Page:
Siwa Sights

Local hand beaded cloth.

Important source of water.

 A visit to Siwa Oasis is an incredible journey back in time.  Siwa is still relatively remote and in order to get here from Cairo it requires at least 12 hours of travel.  Of Egypts various means of movement this can mean a rather uncomfortable 12 hours, as flying is not one of the options.  4 x 4’s compete only with donkey carts on the dirt roads and you are aware of the isolation instantly.  Mostly this adds to Siwa’s charm and beauty.  It is difficult to imagine the people who made their way through here at various points in time knowing that they would have traveled hundreds of kilometers through desert without any certainty that there was indeed an oasis that would save them.  Spending time in Siwa you cannot help but be reminded of the important things in life.  Family is central and material possessions are irrelevant with perhaps the exception of a 4 x 4 if you are interested in taking tourists out to the dunes, otherwise this is largely a subsistence culture.  Main trade items are amazingly sweet dates and tangy olives.

Shali Mountain

Siwa Bound


When we stopped on the deserted highway between Bahariya and Siwa to give the Land Cruiser a drink we found these sand dollars.  While it is not unusual to find sand dollars in the sand, it is unusual to find them 600 km from the nearest ocean.  These ones are really, really, really old and the ground was blanketed with them. Certainly this gave us an opportunity for some simple entertainment while we were waiting.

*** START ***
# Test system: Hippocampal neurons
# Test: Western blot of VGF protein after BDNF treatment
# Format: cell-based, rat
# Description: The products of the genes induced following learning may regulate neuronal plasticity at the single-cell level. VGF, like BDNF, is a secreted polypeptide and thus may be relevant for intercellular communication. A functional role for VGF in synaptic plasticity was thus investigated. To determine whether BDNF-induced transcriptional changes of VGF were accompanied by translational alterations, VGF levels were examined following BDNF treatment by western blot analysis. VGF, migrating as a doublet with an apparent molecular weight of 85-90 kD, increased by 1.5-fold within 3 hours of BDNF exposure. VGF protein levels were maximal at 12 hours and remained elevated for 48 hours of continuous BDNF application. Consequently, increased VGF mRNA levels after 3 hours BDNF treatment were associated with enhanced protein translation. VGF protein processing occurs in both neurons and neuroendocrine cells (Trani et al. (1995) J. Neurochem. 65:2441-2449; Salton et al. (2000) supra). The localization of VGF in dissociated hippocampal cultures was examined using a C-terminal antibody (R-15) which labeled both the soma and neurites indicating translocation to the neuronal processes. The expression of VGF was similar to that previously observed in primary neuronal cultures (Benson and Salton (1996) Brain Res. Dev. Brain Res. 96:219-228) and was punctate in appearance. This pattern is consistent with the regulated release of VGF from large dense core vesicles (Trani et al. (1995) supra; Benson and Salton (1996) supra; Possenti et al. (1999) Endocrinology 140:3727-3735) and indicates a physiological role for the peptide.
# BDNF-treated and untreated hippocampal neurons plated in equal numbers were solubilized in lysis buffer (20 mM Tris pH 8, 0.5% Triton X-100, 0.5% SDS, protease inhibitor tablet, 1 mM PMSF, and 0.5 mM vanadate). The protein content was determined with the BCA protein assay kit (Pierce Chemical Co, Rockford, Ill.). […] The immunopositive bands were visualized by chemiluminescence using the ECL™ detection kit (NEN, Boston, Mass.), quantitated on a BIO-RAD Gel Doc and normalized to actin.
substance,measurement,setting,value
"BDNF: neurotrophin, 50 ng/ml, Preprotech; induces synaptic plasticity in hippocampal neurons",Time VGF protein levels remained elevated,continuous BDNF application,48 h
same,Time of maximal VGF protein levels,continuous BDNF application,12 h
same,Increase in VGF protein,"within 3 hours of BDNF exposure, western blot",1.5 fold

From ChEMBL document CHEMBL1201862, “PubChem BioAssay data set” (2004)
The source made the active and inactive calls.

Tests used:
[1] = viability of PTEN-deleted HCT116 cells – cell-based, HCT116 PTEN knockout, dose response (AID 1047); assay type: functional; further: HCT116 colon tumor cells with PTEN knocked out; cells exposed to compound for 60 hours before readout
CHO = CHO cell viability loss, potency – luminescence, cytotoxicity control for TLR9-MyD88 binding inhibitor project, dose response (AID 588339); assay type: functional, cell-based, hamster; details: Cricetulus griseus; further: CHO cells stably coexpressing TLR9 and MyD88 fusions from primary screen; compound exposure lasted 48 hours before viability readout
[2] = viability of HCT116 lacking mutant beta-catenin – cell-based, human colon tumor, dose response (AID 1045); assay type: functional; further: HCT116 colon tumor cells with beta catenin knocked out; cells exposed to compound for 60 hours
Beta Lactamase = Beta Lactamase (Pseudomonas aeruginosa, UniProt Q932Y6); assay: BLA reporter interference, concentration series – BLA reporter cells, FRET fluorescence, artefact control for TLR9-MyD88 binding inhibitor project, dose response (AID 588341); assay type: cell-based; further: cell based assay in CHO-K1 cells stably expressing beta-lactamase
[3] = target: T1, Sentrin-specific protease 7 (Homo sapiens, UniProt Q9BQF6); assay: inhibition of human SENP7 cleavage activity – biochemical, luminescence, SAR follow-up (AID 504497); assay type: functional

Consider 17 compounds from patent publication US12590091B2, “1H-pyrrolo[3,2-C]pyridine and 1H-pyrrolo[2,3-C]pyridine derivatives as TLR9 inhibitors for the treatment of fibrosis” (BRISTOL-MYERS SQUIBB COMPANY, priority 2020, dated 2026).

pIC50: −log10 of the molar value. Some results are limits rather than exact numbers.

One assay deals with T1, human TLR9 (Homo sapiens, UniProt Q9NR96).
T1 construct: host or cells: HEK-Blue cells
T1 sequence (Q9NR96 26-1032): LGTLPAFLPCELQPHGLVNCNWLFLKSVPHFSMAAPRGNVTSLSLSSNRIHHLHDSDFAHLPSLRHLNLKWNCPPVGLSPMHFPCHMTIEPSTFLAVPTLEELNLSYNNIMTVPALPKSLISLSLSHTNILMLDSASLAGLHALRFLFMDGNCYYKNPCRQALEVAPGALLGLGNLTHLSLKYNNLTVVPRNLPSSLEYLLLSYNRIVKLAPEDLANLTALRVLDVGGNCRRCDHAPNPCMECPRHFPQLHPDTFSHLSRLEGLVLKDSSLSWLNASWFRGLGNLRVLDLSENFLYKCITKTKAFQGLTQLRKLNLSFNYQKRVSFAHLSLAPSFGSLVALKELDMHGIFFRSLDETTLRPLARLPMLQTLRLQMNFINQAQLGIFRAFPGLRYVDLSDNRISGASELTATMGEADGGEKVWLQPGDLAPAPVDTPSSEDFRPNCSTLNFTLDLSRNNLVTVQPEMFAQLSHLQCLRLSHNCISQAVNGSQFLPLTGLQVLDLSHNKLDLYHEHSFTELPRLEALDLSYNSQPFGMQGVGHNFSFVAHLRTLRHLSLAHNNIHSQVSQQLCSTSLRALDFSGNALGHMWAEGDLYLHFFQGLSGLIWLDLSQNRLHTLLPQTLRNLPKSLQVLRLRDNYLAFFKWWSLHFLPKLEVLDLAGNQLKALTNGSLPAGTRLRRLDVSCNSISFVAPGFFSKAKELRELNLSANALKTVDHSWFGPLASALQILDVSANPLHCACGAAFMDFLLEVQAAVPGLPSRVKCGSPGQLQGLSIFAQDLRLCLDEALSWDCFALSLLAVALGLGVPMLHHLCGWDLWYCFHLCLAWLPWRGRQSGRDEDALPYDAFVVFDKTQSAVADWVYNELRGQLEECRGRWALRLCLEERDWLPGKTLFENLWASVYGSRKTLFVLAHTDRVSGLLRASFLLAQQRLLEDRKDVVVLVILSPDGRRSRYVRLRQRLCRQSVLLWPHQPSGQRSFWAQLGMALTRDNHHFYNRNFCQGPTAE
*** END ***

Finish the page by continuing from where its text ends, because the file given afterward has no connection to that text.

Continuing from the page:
Okay, so I realize that it is shameful that I have not posted since December.  Please be assured that I am fine and well and still in Egypt.  I have not become complacent either.  I still love this country and the more I see of it the stronger my affection becomes.  What it comes down to is that I am lazy and have been posting to Facebook rather than here.  Anyway, I am back.  An end of December, early January holiday took me to Siwa Oasis with some friends.  My colleagues, Montse and Jordi, and myself met our guides Ahmed and Essam in Bahariya to then travel across a little used road through military patrolled territory for the six hour trip to Siwa.  Permits required. Zero traffic.We arrived in Siwa early evening and checked into the Siwa Gardens Hotel tucked in the palm groves and complete with its own natural spring fed pool.   This place was a splurge for us at US$50/night half board, which means it includes a lovely breakfast and solid evening meal. Although it was mere hours I think that we actually got a taste of what the early traders, Roman or otherwise, had experienced arriving at Siwa after the desert trek.  It was like arriving in paradise.